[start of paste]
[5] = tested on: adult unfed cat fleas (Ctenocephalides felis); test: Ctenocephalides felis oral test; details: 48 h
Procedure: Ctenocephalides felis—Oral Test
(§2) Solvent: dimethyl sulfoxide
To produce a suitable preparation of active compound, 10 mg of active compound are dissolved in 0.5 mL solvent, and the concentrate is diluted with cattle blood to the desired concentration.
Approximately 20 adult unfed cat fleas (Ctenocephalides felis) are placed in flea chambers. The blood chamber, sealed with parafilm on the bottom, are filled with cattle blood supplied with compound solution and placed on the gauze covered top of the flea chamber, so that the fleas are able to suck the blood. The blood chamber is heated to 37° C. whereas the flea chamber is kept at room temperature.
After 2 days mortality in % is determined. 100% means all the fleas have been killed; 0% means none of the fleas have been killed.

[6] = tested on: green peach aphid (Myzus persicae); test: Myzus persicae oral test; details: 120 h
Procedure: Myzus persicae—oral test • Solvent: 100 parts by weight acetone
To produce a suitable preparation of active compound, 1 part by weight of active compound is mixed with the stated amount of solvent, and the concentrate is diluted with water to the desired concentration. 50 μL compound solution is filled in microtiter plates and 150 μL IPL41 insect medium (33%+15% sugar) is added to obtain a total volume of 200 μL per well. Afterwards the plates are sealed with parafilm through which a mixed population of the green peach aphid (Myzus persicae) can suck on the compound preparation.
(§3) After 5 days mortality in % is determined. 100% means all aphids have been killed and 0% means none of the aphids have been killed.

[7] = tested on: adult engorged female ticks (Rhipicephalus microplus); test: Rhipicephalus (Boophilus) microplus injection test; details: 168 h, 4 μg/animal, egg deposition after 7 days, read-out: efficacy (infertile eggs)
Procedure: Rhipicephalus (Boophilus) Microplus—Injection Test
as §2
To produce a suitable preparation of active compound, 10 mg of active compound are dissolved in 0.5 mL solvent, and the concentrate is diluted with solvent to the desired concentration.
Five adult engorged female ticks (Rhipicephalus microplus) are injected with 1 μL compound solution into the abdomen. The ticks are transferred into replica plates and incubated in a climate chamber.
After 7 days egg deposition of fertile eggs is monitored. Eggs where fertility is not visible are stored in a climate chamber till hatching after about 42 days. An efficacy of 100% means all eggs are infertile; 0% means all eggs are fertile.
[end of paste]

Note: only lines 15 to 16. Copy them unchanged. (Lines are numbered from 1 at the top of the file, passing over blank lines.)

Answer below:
Five adult engorged female ticks (Rhipicephalus microplus) are injected with 1 μL compound solution into the abdomen. The ticks are transferred into replica plates and incubated in a climate chamber.
After 7 days egg deposition of fertile eggs is monitored. Eggs where fertility is not visible are stored in a climate chamber till hatching after about 42 days. An efficacy of 100% means all eggs are infertile; 0% means all eggs are fertile.